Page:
6 Things I’ve Learned About Successful People
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Before our son was born, my wife and I used to spend a ton of time boating and wakeboarding on the lake near
I bought my boat about two years after I paid off my student loans and quit my teaching job to blog full time. I wasn’t rich and was still working my way to success, so getting close to those millionaires felt like I was joining a secret mastermind group where everyone had 100 times more experience and business savvy than I did.
Now that I’m in the process of selling my boat, I’ve been feeling a little nostalgic about my time on the lake and what I learned. Honestly, those lessons have had a profound impact as I build my business, optimize my time and money, and improve my overall mindset, and I’m excited to share them with you today.
Lesson #1: They Are Willing to Take Risks
More than just
I think a lot about risk and reward in terms of when I quit teaching. My site had earned hardly anything, and I had just taken this massive leap by quitting my job. Because blogging is a slow business model, I quickly learned that I needed an alternative source of income and taught myself how to run Facebook ads for some local businesses. The incredible thing is that in about six months, I was out-earning what I made as a teacher and ultimately parlayed my digital marketing skills into a wildly successful digital marketing course and second business that I built with my good friend Mike Yanda.
That’s the short version, and it took a ton of hustle to make things work. But I think I’m a smarter and more successful person because of that.
After that decision, I realized that success and failure aren’t the only options when you take a risk — you can also learn something new about yourself, discover a new skill, and end up where you’re meant to be.
The point is that successful people understand that the potential for reward is far better than doing nothing at all.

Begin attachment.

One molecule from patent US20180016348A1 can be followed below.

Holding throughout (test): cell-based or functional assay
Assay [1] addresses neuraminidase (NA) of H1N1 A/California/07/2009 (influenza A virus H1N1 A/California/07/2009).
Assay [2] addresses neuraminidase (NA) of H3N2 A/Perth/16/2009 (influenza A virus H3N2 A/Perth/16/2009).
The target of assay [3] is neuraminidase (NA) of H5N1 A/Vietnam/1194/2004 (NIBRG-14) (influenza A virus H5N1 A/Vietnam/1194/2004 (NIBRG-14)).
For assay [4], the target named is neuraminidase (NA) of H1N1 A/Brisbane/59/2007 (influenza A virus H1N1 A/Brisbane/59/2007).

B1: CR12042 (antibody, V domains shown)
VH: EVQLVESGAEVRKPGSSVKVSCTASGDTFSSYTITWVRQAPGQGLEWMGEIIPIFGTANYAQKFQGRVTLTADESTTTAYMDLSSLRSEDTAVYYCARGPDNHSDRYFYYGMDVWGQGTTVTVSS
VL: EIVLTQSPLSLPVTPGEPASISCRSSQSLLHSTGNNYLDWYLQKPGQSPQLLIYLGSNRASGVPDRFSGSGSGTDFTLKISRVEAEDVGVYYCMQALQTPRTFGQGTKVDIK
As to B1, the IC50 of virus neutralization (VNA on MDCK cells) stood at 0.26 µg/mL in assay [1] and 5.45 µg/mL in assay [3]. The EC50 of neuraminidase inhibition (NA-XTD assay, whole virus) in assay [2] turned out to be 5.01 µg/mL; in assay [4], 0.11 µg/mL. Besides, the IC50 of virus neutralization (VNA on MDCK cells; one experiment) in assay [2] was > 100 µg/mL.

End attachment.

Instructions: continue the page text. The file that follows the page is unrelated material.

Lesson #2: They Know Money Can Buy Happiness
Several years ago, I was hanging out on my good friend’s Sea-Ray 460 (think: big, expensive boat), and I mentioned that money doesn’t buy happiness. His response changed my view on that completely. He said, “Money by itself can’t buy happiness, but it can buy or produce things that make you happy.”
He meant that money can lead to early retirement, a sweet boat, a nice house, vacations, financial security, etc.
What’s more interesting is that research shows that money certainly does lead to happiness for many people. New research from Matthew Killingsworth, Daniel Kahneman, and Barbara Mellers shows that larger incomes provide a greater sense of happiness for most people.
Since that conversation with my friend, my income has grown significantly, and I can attest that I do feel more overall satisfaction with my life. I know my family has what they need. We can go on some pretty awesome vacations, and I don’t feel stressed out about sudden expenses.
Money isn’t everything, but it sure helps!
Lesson #3: They Shamelessly Self-Promote
There is nothing wrong with being humble. It’s actually a wonderful trait, but if you’re humble to the point that nobody knows what you’re capable of, then you’re doing yourself a disservice.
One thing I’ve noticed about successful people is that it doesn’t take too long to figure out what makes them great at what they do. Either they will talk about it, or the people they know will do it for them.